My book, titled The Art of Useless: Fashion, Media, and Consumer Culture in Contemporary China, argues that popular and media cultures are central to understanding China’s unprecedented political, economic, social, and ideological transformations. The first part of the book stages an analysis of a commodity chain of fashion involving production, consumption, and disposal. The second part delves into the representations of fashion and consumption in Chinese cinema in the 1960s (the revolutionary period), the 1980s (the economic reforms period), and the 2000s (the globalization period). Such portrayals reveal the symptoms of China’s historical contradictions. They also serve as a screen onto which the emerging middle-class desires and fantasies are projected and negotiated. Turning to the undersides of consumption, the third part discusses labor (what comes before consumption) and waste (what comes after consumption). It explains how the migrant factory workers, the scavengers, and garbage are rendered invisible in the process of consumption. My book is not useless but useful! It demonstrates the relevance of cultural studies in investigating the complexity of Chinese media and popular cultures.
In this talk, I present an aspiring Chinese fashion designer Ma Ke and her fashion exhibit Useless (2007). Ma intends to draw attention to the loss of the emotional bond between the maker and the user of clothes in the age of industrialized mass production and consumption. To help fashion recover this lost memory, Ma buries her apparel under dirt for a period of time. When the garment is unearthed, she reasons, it will find itself imbued with the imprint of the time and space of its soil. Presented at Paris Fashion Week in February 2007, Ma’s fashion exhibit Useless was intended to be a critique of modern consumer culture. My analysis then turns to Jia Zhangke’s documentary film Useless (2007), a transmedial dialogue with Ma’s fashion exhibit Useless. What characterizes the Useless documentary is its tripartite structure. Contrary to the second part of the documentary, which focuses on Ma’s middle-class fashion, the first part features a group of laborers in a garment factory in China’s Guangdong Province. These workers produce Ma’s first fashion line, Exception. Linking consumption to production, the director emphasizes the fact that Ma’s fashion is manufactured by the Chinese factory workers. The third part of the documentary turns to the working class in China’s Shanxi Province. With the rise of the market economy, the local tailors cannot compete with factories and department stores. To make a living, some tailors have to work as coal miners; thus, their expertise is rendered useless. In this talk, I argue that Jia’s documentary engagement with Ma’s fashion is double-edged: although he embraces some parts of Useless, he critiques other parts of her design. I demonstrate how the director brings a new level of visual complexity to the designer’s antifashion and anticonsumption gesture through the use of montage.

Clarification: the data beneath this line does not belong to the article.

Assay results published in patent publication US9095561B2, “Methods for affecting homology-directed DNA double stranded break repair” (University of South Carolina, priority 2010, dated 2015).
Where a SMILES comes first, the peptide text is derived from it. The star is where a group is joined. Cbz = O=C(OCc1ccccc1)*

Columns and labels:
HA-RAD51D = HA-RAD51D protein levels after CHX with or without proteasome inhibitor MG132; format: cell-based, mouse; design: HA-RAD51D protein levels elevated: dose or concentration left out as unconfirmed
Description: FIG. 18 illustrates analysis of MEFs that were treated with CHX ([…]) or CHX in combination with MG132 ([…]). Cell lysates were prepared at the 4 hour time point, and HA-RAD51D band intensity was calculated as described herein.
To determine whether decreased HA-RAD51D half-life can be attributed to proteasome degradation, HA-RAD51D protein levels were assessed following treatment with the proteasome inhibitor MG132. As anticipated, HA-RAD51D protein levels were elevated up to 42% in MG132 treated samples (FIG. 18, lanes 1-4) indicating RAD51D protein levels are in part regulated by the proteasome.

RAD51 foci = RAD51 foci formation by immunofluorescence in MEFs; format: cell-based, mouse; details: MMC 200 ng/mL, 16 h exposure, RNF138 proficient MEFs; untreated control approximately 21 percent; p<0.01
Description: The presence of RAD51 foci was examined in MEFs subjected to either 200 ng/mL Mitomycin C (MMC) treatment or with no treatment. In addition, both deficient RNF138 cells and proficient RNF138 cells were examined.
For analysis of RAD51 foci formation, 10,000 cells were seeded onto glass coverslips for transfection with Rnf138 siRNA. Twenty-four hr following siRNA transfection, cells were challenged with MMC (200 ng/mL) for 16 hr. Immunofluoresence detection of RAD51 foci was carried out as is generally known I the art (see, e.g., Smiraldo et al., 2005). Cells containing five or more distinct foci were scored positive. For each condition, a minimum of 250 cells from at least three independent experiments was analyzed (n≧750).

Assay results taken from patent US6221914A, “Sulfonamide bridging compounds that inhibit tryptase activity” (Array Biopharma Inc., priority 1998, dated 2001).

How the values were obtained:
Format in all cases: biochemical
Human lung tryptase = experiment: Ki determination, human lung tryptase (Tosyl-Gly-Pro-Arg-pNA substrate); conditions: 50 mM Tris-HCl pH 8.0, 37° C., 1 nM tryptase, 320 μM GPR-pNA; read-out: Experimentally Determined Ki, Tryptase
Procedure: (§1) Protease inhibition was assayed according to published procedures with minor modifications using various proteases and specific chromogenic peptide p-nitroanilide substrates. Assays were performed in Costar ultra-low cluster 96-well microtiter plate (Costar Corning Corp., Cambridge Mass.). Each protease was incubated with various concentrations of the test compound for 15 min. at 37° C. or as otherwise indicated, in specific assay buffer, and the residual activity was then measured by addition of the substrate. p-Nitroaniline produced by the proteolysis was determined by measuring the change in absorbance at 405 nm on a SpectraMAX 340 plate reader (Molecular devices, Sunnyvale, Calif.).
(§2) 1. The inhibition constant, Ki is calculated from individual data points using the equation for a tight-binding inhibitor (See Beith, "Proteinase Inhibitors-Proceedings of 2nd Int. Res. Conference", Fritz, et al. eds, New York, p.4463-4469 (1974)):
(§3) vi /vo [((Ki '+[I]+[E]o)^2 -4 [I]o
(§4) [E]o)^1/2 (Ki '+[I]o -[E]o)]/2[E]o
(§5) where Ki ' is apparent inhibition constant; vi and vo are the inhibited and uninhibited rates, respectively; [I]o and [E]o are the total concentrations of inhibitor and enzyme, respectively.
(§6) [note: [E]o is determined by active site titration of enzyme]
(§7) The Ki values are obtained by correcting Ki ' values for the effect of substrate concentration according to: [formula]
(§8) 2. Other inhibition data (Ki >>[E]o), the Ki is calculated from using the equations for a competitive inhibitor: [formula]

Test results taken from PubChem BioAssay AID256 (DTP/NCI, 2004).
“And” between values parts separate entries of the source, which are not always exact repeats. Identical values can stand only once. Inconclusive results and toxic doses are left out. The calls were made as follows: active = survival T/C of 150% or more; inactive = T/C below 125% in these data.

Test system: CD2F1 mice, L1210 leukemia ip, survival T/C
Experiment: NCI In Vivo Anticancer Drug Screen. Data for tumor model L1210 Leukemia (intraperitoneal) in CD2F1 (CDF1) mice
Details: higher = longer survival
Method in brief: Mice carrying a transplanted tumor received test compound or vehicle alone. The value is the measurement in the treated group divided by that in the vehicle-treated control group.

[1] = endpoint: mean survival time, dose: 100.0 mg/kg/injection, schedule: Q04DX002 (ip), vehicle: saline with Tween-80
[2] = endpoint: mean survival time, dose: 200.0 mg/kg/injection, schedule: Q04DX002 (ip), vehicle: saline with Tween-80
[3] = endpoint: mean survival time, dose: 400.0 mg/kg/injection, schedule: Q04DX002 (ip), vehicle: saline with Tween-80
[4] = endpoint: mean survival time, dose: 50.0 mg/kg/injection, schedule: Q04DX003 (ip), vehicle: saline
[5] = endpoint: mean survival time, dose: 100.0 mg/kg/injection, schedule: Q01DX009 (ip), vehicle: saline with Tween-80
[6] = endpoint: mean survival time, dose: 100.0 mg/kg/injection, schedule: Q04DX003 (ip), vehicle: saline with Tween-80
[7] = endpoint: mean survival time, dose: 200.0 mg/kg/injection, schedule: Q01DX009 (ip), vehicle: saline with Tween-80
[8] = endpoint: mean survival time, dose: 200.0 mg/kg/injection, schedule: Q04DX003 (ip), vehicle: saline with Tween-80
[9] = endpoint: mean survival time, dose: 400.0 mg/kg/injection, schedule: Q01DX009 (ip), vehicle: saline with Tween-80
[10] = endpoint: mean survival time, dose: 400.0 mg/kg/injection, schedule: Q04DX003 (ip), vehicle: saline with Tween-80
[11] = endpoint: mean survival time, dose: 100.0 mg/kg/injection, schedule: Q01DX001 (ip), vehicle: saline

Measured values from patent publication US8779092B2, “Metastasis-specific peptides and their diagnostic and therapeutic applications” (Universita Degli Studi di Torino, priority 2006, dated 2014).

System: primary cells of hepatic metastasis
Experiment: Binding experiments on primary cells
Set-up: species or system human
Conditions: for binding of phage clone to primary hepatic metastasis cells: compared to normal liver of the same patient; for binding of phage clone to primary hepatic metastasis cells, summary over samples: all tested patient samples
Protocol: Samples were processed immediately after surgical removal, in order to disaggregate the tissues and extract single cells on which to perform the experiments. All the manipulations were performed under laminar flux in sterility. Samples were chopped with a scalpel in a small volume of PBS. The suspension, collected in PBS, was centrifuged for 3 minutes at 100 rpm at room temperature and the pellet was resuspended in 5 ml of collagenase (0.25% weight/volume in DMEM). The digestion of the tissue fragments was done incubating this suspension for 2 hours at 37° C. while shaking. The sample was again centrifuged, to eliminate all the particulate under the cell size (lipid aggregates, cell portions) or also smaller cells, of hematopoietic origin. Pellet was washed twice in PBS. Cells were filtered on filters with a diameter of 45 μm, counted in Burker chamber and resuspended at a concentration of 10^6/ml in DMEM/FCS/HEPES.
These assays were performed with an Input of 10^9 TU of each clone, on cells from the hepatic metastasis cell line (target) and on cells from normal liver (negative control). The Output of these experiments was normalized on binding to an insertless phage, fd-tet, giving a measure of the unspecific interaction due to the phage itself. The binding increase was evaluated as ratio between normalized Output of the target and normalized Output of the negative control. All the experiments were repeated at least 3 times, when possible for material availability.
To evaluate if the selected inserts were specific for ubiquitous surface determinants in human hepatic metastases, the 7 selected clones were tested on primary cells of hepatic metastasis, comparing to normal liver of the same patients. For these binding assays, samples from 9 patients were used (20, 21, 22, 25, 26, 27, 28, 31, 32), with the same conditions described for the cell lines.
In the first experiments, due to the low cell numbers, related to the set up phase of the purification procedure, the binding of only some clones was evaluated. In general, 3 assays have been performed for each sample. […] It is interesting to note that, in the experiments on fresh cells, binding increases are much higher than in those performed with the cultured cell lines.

Calvin Hui is a Class of 1952 Distinguished Associate Professor of Chinese Studies at the College of William & Mary in the United States. His book, titled The Art of Useless: Fashion, Media, and Consumer Culture in Contemporary China, was published by Columbia University Press in 2021. This project was supported by a 2019 American Council of Learned Societies (ACLS) fellowship. He has recently received a Chiang Ching-kuo Foundation Scholar Grant and a China – U.S. Scholars Program (CUSP) fellowship.